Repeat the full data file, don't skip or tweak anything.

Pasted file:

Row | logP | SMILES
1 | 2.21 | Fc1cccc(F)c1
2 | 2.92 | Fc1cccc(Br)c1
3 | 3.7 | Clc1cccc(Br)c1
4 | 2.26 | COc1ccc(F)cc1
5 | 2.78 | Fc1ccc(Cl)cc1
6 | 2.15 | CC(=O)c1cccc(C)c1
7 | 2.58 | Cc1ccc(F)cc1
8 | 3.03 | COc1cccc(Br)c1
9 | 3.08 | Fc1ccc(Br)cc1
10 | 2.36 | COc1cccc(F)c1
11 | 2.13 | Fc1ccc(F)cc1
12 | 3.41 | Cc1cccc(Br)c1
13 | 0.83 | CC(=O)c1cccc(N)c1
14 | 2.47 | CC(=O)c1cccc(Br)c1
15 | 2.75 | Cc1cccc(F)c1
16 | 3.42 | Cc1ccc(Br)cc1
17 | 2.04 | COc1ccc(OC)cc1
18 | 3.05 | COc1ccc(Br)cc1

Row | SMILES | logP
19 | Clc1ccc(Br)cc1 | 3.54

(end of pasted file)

Row | logP | SMILES
1 | 2.21 | Fc1cccc(F)c1
2 | 2.92 | Fc1cccc(Br)c1
3 | 3.7 | Clc1cccc(Br)c1
4 | 2.26 | COc1ccc(F)cc1
5 | 2.78 | Fc1ccc(Cl)cc1
6 | 2.15 | CC(=O)c1cccc(C)c1
7 | 2.58 | Cc1ccc(F)cc1
8 | 3.03 | COc1cccc(Br)c1
9 | 3.08 | Fc1ccc(Br)cc1
10 | 2.36 | COc1cccc(F)c1
11 | 2.13 | Fc1ccc(F)cc1
12 | 3.41 | Cc1cccc(Br)c1
13 | 0.83 | CC(=O)c1cccc(N)c1
14 | 2.47 | CC(=O)c1cccc(Br)c1
15 | 2.75 | Cc1cccc(F)c1
16 | 3.42 | Cc1ccc(Br)cc1
17 | 2.04 | COc1ccc(OC)cc1
18 | 3.05 | COc1ccc(Br)cc1

Row | SMILES | logP
19 | Clc1ccc(Br)cc1 | 3.54